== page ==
HIMSS in Review
The 2012 Healthcare Information and Management Systems Society (HIMSS) Conference & Exhibition, held late February in Las Vegas, attracted nearly 40,000 attendees. HIMSS12 featured more than 300 educational sessions, symposia and workshops and more than 1,100 exhibitors.

Below is a sampling of Health Imaging’s editorial coverage of HIMSS12. For complete coverage, please visit HealthImaging.com/Conferences/HIMSS2012 where you will find:
  • HIMSS: Enterprise imaging project tops 1,200 terabytes
  • HIMSS: ICD-10—ready or not?
  • And much more.

Health IT community needs to share failure stories

With nearly 70 percent of health IT projects failing, Jonathan A. Leviss, MD, vice president of physician solutions at Dearborn Advisors and Larry Ozeran, MD, president of Clinical Informatics, urged their colleagues to share IT failure stories.

To avoid errors or recover quickly after failure, the presenters recommended pursuing objectives with clear goals and guidelines to minimize loss, avoid using knowledge that is not tried and true and use standard processes to monitor and identify failure. “Clock failure based on the value of what could be lost,” Ozeran said.

He suggested health IT leaders foster a culture that encourages people to voice concerns about potential failures. “If you shoot the messenger, he’ll stop giving you messages. If you stop getting messages, you won’t know what’s going on until it’s too late.”

Ozeran suggested a few options for assessing failure management:
  • Prevention: What steps might have been taken to anticipate and prevent the problem and at what cost (people, time and money)?
  • Early intervention: Were there points where earlier identification could have minimized cost or shortened the time to resolution?
  • Post-failure remediation: What now?

Staffing shortages replace money concerns as main health IT barrier

Staffing shortages surpassed concerns over lack of adequate financial support as the No. 1 barrier to implementing IT in the 23rd annual HIMSS leadership survey. The results include the input of 302 healthcare IT professionals from more than 600 U.S. hospitals.

So what are the top 10 IT staffing needs? Clinical application support topped the list, followed by network and architecture support, clinical informatics, system integration, IT security, clinical transformation, database administration, PC and server support, process and workflow and system design/implementation.

It came as little surprise that 61 percent of health IT leaders expect to increase their staff in 2012; only 5 percent expect a staffing decrease.
The panel presenting the data also noted salaries are on the rise due to greater competition among providers, vendors and consulting companies for similar personnel to drive technology implementation and optimization.

2012's biggest health IT challenges and solutions

A few months into the year, 2012 has delivered a hefty dose of challenges. However,  William Morgan, MBA, senior regional information management executive for Christus Spohn Health System in Corpus Christi, Texas, said there are solutions to the challenges plaguing health IT.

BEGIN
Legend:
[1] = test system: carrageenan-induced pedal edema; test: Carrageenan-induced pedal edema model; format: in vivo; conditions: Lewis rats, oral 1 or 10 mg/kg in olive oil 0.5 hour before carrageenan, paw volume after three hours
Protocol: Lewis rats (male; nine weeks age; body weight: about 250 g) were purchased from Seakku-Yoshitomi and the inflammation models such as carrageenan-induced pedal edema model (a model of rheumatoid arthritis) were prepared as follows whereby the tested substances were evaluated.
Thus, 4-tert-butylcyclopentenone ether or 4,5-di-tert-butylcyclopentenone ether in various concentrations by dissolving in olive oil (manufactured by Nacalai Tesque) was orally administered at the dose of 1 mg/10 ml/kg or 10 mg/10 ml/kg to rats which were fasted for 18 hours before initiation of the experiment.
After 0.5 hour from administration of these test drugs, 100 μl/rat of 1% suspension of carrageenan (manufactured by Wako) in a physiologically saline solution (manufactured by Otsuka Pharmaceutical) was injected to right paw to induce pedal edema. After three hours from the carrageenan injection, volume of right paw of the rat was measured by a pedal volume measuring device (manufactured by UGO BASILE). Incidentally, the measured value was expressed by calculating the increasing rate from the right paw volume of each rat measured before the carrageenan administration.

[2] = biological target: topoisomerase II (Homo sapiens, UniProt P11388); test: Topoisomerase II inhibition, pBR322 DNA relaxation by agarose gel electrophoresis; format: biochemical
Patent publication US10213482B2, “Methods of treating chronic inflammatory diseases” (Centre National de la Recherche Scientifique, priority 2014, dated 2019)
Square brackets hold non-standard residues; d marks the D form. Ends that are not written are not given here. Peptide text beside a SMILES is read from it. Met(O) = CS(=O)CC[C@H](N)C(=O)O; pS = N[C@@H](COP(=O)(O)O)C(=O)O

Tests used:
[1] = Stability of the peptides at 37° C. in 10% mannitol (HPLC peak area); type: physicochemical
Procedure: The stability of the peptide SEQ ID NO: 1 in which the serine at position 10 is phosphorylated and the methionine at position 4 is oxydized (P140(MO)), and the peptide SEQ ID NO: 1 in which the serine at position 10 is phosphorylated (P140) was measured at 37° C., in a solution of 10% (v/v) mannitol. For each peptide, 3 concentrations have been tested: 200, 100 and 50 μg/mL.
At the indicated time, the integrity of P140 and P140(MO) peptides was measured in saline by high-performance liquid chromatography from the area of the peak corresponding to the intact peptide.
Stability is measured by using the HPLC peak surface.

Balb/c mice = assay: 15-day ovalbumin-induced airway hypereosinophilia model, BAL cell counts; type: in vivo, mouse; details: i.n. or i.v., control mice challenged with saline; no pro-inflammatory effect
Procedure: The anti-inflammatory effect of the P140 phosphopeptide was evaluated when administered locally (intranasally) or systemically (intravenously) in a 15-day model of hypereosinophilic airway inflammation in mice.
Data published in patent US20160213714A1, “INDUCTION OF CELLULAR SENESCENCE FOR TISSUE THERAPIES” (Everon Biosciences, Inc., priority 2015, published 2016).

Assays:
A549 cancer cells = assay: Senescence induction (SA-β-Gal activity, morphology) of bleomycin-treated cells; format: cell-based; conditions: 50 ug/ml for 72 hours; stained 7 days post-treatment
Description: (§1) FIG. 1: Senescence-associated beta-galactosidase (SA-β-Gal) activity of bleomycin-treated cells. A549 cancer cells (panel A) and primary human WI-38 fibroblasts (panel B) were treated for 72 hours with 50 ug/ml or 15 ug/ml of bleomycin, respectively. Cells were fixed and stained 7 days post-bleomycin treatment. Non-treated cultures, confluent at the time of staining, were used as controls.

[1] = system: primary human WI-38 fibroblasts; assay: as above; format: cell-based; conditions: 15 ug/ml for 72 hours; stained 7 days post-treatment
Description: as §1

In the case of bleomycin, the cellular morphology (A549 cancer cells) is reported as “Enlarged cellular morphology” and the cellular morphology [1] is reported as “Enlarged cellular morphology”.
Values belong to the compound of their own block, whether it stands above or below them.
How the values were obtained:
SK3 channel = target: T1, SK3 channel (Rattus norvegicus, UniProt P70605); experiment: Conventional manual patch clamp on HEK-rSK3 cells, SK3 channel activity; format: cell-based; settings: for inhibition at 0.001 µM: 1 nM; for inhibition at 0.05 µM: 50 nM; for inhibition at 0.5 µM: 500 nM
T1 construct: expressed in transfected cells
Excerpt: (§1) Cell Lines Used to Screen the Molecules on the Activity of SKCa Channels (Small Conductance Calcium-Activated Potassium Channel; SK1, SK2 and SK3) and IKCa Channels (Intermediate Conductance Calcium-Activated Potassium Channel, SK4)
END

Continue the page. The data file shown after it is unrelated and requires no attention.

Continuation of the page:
The challenges are regulatory, technological and more. Regulatory challenges include the American Recovery and Reinvestment Act, the HITECH Act and meaningful use.

Mobile access is yet another challenge, he said. “I am amazed at the number of devices out there and the various deployment strategies,” Morgan added. “However, managing these devices pales in comparison with privacy and security requirements when working with these devices.”

The biggest technological challenge, he said, is the explosion of data. “A typical day’s work at your facility results in 1.5 terabytes of data. That’s something you need to get ahead of and stay ahead of.”

Demand management is another “big, big challenge,” Morgan said. “The demands are coming at us from all sides—from within the organization for improving care, decreasing costs and speeding up care and from external sources such as the health information exchange (HIE) realm.”

And, of course there are fiscal challenges, such as decreasing reimbursement and rising costs. Morgan said those financial pressures could be changing treatment protocols. Plus, all challenges have a fiscal component.

Morgan reviewed several solutions such as a meaningful use tracking tool. “What gets measured gets managed,” he said, and “improving quality of care is why we want to use EHRs effectively.” Christus has set up multiple projects designed to cover meaningful use tasks that require “more oomph,” he said. A summary list of meaningful use projects are tracked on a weekly basis and reported to the organization’s leadership, which helps incentivize everyone to meet compliance goals.

To effectively track projects, Morgan said leaders should begin with the end in mind, agree on metrics and measures, enable standards enforcement and operational improvement and “plan your work and work your plan.”

Effective governance of these projects is integral, Morgan concluded. It supports strategy, helps manage demand and improves performance due to improved focus. Effective governance helps establish a consistent way to add new systems and tools. “If you bring in everything people request willy nilly, you’ll choke on it. You have to follow a consistent, strategic decision process.”